Author(s): Cornelius LJ, Okundaye JN, Manning MC, Cornelius LJ, Okundaye JN, Manning MC
Abstract Share this page
Abstract This study draws attention to the demographic shift in the population of HIV-infected African Americans from young, low-income, unmarried homosexual, and injecting drug users to female, heterosexual, higher income, and older persons. We used data from the 1995 Survey of Family Growth, sponsored by the National Center for Health Statistics, to examine the patterns of HIV-related risk behavior (consistent condom use, number of sexual partners, sex education in birth control methods) among African-American females. We found that only 33.3\% of the African-American females had indicated that their partners always used condoms; 23.8\% had seven or more lifetime sexual partners; and nearly 30\% did not have any sex education in birth control methods, sexually transmitted diseases, or abstinence. In addition, African-American females who had partners who had not used condoms in the last 12 months were less likely than those who reported occasional condom use to perceive that they were infected with HIV (21.1\% vs. 33.1\%). These risk factors were prevalent among low-income African-American females with low socioeconomic status (SES) as well as black women with higher SES who lived in smaller cities and suburbs. These results highlight the need for HIV prevention strategies that cut across socioeconomic class, gender, sexual orientation, and place of residence.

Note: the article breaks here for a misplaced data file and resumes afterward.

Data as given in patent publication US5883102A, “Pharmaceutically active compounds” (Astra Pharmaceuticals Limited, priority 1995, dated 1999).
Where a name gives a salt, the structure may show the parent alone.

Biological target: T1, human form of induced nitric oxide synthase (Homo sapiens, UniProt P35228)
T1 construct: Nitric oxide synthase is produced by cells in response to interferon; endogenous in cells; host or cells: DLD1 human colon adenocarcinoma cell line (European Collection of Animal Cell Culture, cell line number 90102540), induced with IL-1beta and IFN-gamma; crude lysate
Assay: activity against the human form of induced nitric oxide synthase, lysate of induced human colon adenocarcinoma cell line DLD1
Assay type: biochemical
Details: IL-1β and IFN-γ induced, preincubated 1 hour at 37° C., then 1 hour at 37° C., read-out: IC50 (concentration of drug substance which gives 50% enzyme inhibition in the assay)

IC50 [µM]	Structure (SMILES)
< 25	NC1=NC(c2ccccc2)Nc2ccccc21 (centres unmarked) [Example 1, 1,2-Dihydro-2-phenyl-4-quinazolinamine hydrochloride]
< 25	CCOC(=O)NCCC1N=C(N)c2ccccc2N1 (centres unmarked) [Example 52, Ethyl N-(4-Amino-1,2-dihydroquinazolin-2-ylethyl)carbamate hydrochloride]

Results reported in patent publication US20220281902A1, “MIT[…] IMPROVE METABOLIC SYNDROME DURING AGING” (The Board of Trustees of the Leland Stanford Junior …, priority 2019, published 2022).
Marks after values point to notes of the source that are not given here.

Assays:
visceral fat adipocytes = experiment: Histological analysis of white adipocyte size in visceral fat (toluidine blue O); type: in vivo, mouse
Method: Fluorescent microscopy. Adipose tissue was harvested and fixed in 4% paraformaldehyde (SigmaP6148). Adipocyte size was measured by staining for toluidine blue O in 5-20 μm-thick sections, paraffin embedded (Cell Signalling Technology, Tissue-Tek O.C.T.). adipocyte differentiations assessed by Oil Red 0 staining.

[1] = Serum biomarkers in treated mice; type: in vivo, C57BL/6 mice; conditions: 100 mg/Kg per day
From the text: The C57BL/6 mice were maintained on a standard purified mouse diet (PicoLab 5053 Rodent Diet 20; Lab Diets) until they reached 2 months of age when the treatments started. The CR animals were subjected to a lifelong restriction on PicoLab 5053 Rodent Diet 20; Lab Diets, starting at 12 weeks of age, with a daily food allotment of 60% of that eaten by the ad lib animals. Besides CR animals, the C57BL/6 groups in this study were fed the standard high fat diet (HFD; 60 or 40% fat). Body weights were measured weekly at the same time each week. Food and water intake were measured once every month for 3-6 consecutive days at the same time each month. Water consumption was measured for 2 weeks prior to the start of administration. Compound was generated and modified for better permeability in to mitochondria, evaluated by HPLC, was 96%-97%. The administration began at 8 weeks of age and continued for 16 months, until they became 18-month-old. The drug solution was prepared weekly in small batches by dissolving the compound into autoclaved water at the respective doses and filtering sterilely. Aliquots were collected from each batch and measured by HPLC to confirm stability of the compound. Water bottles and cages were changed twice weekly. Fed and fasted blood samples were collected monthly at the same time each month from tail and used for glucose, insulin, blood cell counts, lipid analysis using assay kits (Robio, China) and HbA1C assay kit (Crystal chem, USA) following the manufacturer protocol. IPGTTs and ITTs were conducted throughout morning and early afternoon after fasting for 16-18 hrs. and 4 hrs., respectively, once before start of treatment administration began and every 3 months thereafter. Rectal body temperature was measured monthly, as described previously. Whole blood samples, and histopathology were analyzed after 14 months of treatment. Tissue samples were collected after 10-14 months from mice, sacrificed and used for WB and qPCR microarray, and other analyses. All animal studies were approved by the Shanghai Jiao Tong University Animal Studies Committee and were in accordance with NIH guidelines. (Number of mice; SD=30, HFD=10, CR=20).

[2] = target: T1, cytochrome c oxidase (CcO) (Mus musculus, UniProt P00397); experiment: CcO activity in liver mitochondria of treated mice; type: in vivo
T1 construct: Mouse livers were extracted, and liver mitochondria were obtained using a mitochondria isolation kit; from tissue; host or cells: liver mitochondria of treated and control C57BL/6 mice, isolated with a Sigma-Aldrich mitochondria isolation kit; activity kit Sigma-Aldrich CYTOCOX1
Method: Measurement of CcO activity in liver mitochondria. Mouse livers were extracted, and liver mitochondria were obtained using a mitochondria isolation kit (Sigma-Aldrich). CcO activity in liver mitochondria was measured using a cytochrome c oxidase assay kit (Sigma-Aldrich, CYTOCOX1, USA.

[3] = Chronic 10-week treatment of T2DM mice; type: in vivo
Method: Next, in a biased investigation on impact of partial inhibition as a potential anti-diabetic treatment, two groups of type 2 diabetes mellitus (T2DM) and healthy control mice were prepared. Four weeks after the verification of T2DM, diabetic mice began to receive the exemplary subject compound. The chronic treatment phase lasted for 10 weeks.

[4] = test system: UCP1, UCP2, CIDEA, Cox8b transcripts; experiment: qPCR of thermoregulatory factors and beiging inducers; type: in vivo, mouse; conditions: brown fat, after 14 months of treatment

This article was published in J Natl Med Assoc
and referenced in Journal of AIDS & Clinical Research